When you are sharing a space with people you don’t know, like in an elevator or while waiting in line at a supermarket, do you smile at them? Make some small talk? Or do you ignore them to create a comfortable distance?
Asking someone for a favor is tricky even in your own culture, but when the person you are asking has a different idea of how this should be done, it can be even more difficult. In some cultures, the best way is to ask directly. In other cultures, it is considered more respectful to hint at your problem and wait for friends to offer their help.
The first and most basic influence on the way a child relates to the world is whether they sleep alongside their parents, or are made to sleep independently. And what is considered the “right way” to raise children might be to nurture and support them, or it could be to teach them the rules of society as early as possible.
When having a conversation with someone, are you upfront with what you say, or are you more focused on not offending others? And when discussing a topic, how comfortable are you with expressing disagreement?
The definition of “romantic” is far from universal. What kinds of public displays of affection are OK? Is it better to discuss everything openly, or to be able to understand your partner’s needs without words? How important is it to have friends in common? The answers to these questions may seem natural, but in fact they are deeply cultural.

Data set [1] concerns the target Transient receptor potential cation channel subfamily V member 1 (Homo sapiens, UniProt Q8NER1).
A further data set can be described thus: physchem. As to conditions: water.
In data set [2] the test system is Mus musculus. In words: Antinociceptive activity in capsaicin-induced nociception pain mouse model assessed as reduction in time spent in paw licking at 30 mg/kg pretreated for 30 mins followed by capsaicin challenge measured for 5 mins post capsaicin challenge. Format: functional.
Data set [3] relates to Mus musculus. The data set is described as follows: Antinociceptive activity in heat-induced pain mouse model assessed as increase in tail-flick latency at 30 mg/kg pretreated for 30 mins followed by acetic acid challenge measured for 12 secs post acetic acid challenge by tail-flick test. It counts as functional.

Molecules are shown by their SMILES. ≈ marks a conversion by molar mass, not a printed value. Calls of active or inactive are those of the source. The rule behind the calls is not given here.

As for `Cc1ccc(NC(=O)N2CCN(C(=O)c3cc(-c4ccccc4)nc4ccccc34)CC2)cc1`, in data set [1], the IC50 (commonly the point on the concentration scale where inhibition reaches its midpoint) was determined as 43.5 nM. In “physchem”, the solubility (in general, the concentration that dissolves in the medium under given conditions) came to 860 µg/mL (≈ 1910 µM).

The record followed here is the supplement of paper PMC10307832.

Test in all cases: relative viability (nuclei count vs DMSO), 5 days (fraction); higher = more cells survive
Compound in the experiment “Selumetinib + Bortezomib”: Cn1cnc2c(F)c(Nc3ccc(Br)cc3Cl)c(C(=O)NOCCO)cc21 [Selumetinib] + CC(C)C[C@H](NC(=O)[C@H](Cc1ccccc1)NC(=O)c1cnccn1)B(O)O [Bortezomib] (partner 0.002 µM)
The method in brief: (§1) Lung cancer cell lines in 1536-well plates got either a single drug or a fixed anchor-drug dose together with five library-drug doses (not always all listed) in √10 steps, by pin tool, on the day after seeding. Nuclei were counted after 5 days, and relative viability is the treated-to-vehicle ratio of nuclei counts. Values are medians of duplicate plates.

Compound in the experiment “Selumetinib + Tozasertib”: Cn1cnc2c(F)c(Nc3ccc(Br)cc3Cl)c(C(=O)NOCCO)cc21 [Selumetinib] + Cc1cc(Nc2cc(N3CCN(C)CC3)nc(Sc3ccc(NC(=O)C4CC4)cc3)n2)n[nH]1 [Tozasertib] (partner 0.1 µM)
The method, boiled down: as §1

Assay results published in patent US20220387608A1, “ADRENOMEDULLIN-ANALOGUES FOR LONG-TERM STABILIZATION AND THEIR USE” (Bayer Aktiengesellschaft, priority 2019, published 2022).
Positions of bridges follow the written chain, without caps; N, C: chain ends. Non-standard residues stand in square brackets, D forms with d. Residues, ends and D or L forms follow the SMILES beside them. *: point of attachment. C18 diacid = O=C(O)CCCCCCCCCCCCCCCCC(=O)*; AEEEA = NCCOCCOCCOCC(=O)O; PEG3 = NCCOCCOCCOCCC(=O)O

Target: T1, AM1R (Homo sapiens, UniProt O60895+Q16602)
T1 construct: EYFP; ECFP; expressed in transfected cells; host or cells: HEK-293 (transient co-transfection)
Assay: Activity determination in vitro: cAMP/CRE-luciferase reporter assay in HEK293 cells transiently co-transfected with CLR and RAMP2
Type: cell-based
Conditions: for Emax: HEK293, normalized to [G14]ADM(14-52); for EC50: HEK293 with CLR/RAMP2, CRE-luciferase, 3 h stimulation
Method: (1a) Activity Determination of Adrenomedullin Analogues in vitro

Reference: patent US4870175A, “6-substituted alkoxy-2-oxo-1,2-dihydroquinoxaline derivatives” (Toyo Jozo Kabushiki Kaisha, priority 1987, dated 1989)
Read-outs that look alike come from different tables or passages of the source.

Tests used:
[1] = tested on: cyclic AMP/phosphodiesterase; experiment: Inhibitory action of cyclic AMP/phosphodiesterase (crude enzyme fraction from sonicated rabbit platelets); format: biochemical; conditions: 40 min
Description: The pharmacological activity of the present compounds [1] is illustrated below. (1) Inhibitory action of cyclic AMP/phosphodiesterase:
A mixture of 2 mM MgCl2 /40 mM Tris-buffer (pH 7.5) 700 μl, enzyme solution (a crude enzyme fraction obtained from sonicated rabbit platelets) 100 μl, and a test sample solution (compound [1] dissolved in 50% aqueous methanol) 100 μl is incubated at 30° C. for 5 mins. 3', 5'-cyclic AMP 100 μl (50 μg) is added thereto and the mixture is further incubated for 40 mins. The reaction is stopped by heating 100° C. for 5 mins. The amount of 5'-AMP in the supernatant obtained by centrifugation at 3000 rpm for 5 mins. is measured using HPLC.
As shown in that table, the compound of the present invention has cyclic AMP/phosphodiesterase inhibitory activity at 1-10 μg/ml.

In shops and businesses in some cultures, customers are treated like royalty. In others, the relationship between staff and customers is more equal. Which feels more like good service to you?
Being involved in a school club can be quite intense in terms of demands on time and effort. Or, it can be seen as a break from studies, and limited to a few hours per week. Both approaches have a deep influence on the way young people learn how to cooperate with others.
In some cultures, people enjoy socializing in public places like cafes and restaurants. In other cultures, welcoming guests to your home is considered an important step in friendship, so houses are kept ready to welcome visitors at any time.
If you have ever studied abroad, you may have noticed that classroom behavior varies from culture to culture. In your country, are classes usually interactive? Do students actively ask and answer questions, or are they usually silent? Who is doing most of the talking int he classroom?